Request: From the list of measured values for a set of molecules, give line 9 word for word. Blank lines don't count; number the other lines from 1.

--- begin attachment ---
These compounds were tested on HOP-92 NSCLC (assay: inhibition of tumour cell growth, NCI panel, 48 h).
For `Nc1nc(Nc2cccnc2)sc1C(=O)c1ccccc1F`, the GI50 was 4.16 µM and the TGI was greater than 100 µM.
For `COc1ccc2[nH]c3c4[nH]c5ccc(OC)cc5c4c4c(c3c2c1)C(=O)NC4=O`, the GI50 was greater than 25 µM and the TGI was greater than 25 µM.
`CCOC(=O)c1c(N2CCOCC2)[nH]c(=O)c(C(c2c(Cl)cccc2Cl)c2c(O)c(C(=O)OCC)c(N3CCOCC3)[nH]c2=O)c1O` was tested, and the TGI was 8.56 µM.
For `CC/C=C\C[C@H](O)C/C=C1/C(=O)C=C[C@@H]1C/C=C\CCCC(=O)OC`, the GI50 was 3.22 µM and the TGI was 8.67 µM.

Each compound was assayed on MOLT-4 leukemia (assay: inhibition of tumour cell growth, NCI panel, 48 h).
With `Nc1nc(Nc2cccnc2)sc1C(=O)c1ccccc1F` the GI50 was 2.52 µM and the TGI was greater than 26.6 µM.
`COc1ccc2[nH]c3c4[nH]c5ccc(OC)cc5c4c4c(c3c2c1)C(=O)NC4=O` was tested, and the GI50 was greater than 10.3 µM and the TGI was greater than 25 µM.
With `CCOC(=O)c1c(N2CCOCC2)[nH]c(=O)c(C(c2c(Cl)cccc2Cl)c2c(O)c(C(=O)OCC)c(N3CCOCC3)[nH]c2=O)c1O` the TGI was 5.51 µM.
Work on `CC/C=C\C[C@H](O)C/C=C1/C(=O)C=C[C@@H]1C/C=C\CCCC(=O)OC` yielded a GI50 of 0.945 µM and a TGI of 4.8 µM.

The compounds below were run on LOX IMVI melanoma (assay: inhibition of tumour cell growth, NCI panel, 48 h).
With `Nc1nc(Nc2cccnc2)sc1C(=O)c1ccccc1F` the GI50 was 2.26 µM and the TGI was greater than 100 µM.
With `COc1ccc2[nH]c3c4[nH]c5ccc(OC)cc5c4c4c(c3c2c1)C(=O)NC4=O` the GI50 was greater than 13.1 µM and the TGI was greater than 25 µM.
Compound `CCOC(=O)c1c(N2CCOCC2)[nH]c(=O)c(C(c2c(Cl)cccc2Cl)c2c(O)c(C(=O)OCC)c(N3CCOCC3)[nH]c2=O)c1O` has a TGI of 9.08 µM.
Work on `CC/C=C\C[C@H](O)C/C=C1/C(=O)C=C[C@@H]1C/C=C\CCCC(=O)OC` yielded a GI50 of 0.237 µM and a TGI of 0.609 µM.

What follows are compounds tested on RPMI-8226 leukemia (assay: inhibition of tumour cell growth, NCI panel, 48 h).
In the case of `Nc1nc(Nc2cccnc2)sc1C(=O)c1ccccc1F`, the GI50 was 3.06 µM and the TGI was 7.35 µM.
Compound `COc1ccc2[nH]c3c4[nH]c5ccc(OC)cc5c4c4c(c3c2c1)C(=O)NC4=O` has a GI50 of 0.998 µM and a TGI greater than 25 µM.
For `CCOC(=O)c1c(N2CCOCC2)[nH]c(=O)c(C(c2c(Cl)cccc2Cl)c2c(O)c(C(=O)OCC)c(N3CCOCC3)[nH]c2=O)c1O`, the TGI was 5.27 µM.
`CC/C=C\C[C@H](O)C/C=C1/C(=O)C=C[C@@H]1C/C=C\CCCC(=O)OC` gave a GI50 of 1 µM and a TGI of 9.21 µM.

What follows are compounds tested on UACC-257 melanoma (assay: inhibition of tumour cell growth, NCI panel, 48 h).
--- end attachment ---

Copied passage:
With `CCOC(=O)c1c(N2CCOCC2)[nH]c(=O)c(C(c2c(Cl)cccc2Cl)c2c(O)c(C(=O)OCC)c(N3CCOCC3)[nH]c2=O)c1O` the TGI was 5.51 µM.